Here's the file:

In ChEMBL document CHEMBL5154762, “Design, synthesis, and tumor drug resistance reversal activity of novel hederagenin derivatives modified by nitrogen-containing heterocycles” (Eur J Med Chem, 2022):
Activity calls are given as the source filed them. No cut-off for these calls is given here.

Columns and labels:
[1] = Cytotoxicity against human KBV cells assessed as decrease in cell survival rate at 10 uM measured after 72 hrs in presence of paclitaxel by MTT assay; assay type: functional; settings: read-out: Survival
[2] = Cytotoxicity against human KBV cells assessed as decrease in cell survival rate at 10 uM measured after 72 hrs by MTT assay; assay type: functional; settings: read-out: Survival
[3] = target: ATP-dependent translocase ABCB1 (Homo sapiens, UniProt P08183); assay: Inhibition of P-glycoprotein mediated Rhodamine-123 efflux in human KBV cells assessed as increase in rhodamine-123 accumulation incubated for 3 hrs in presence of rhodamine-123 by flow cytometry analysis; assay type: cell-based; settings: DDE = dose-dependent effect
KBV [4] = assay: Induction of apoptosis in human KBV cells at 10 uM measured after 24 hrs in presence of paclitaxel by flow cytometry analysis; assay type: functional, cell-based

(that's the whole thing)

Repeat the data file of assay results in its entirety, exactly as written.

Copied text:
In ChEMBL document CHEMBL5154762, “Design, synthesis, and tumor drug resistance reversal activity of novel hederagenin derivatives modified by nitrogen-containing heterocycles” (Eur J Med Chem, 2022):
Activity calls are given as the source filed them. No cut-off for these calls is given here.

Columns and labels:
[1] = Cytotoxicity against human KBV cells assessed as decrease in cell survival rate at 10 uM measured after 72 hrs in presence of paclitaxel by MTT assay; assay type: functional; settings: read-out: Survival
[2] = Cytotoxicity against human KBV cells assessed as decrease in cell survival rate at 10 uM measured after 72 hrs by MTT assay; assay type: functional; settings: read-out: Survival
[3] = target: ATP-dependent translocase ABCB1 (Homo sapiens, UniProt P08183); assay: Inhibition of P-glycoprotein mediated Rhodamine-123 efflux in human KBV cells assessed as increase in rhodamine-123 accumulation incubated for 3 hrs in presence of rhodamine-123 by flow cytometry analysis; assay type: cell-based; settings: DDE = dose-dependent effect
KBV [4] = assay: Induction of apoptosis in human KBV cells at 10 uM measured after 24 hrs in presence of paclitaxel by flow cytometry analysis; assay type: functional, cell-based